Braman Family Breast Cancer Institute Unveils New Labs
A new era in breast cancer research was unveiled as the Sylvester Comprehensive Cancer Center dedicated new research laboratories for the Braman Family Breast Cancer Institute.
The event took place at the Miller School’s Biomedical Research Building, now home of the Braman Family Breast Cancer Institute’s research headquarters, where some 90 guests toured the facilities on Tuesday to see firsthand how scientists and clinicians are working together to advance breast cancer research, treatment and care.
As University of Miami President Donna E. Shalala commented to guests crowded along the lab’s corridor, “We do not have proper space here for celebrations, because this is not that kind of facility. This is a working laboratory, dedicated to research, and dedicated to finding a cure.”
The institute was created in 2002 by a $5 million gift from the Braman Family Foundation. The goal was to include a working laboratory where scientists and clinicians collaborate to discover and implement more effective treatments for breast cancer patients, with the ultimate goal of curing the disease.
“We tend to view scientists as solitary individuals, locked away in the ivory tower,” said Braman Family Breast Cancer Institute Director Joyce Slingerland, M.D., Ph.D. “In reality, the road to discovery is a collaborative path that requires insights and expertise at all levels. For a scientist to take research to the clinical trial stage represents a leap into hyperspace. Moving science from the laboratory to the patient takes more than a village; it takes an international team.”
Since joining Sylvester in 2002, Slingerland has focused on building that team, which now includes 20 basic scientists and more than 30 clinicians. The Braman Institute is currently conducting nearly two dozen clinical trials in breast cancer treatment, and under the leadership of Dr. Slingerland, along with Braman Institute Clinical Director Mark Pegram, M.D., the team is exploring new ways of assessing breast cancer risk, diagnosing the disease in its earliest stages and predicting which treatments will be most effective in each patient. Surgeons at the Braman Institute operate on more than 600 patients each year, and medical teams care for more than four times that number.“The impact of the Braman facility on the Sylvester Center, the Miller School of Medicine, the University of Miami and the South Florida community is tremendous,” said Miller School Dean Pascal J. Goldschmidt, M.D. “It was Norman and Irma Braman’s vision to bring in a premiere physician and researcher to lead the only academic-based breast cancer center in South Florida.”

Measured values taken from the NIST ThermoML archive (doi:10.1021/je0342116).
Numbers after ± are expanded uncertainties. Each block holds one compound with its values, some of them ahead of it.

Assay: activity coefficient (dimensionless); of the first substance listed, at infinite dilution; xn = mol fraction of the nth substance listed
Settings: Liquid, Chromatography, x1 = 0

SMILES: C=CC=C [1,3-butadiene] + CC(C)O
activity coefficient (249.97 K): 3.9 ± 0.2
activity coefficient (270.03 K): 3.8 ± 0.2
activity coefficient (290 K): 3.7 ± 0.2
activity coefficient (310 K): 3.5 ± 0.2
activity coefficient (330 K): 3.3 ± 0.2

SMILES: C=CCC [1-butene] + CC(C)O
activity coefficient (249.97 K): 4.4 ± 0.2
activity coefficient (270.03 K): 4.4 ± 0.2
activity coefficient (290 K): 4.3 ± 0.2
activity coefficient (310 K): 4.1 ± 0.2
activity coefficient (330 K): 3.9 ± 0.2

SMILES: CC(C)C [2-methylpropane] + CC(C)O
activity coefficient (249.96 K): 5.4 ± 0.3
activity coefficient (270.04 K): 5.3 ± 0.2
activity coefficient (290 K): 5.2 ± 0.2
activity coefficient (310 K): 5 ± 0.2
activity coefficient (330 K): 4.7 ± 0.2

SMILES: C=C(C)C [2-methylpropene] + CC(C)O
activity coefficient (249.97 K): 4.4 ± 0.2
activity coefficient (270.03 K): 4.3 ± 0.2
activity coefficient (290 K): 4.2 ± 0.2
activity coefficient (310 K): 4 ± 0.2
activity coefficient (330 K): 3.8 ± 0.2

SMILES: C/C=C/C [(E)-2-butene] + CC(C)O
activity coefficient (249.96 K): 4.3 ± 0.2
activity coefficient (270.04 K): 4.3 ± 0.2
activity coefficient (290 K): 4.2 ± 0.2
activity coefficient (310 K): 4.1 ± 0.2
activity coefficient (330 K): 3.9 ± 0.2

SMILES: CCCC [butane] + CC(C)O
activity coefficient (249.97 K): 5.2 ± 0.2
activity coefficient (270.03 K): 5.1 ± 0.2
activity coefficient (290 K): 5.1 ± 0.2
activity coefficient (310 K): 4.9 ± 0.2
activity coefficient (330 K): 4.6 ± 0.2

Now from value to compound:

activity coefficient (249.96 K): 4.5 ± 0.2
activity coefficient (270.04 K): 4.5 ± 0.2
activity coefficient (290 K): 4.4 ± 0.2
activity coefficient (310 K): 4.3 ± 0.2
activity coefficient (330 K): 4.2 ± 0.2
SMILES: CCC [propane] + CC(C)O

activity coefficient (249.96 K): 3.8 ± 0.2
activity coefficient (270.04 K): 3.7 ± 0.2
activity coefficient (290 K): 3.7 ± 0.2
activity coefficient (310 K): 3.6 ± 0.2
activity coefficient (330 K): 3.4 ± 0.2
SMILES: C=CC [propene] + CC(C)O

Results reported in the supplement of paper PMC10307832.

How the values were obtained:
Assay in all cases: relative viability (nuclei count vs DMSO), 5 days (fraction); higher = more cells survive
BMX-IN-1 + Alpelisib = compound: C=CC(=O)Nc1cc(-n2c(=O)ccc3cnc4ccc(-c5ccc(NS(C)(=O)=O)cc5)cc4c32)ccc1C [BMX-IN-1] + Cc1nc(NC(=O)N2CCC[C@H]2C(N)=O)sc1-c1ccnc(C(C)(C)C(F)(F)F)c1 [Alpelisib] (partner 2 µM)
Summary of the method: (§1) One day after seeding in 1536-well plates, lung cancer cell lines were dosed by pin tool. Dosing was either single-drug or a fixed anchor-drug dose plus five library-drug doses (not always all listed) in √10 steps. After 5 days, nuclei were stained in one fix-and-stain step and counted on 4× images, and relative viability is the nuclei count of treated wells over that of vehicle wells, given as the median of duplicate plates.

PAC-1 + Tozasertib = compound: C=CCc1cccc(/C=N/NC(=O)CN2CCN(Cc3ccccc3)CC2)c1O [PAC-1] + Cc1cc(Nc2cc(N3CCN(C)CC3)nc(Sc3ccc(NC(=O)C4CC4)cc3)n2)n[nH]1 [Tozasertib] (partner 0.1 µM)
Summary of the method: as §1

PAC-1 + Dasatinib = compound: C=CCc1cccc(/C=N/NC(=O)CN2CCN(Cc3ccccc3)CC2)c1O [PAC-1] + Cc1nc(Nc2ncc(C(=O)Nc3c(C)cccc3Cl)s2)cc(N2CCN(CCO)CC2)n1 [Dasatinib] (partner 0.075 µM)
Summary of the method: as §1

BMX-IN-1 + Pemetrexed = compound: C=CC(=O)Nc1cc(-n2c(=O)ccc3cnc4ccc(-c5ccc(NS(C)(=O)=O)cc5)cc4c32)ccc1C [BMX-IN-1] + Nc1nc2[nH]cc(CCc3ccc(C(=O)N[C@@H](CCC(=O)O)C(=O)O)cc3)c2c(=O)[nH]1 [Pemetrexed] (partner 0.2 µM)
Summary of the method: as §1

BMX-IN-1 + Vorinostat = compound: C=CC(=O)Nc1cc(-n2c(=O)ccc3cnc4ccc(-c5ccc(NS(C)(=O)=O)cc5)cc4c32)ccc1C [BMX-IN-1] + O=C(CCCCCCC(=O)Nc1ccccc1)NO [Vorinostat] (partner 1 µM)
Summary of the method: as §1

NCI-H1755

University of Miami Trustee Norman Braman advocated taking the Braman Institute to the next level. “What we have here is a first-class research facility,” Braman said. “What we need now is a first-class clinical facility to do justice to the research being done here. That’s the next step we need to take.”
The Bramans’ dedication to fighting breast cancer stems from their own experience of watching Irma Braman’s sister battle the disease for almost twenty years before succumbing to it. Norman Braman said he looks forward to attending another event in the next two to three years to dedicate a world-class clinical center to complement the institute’s research facility.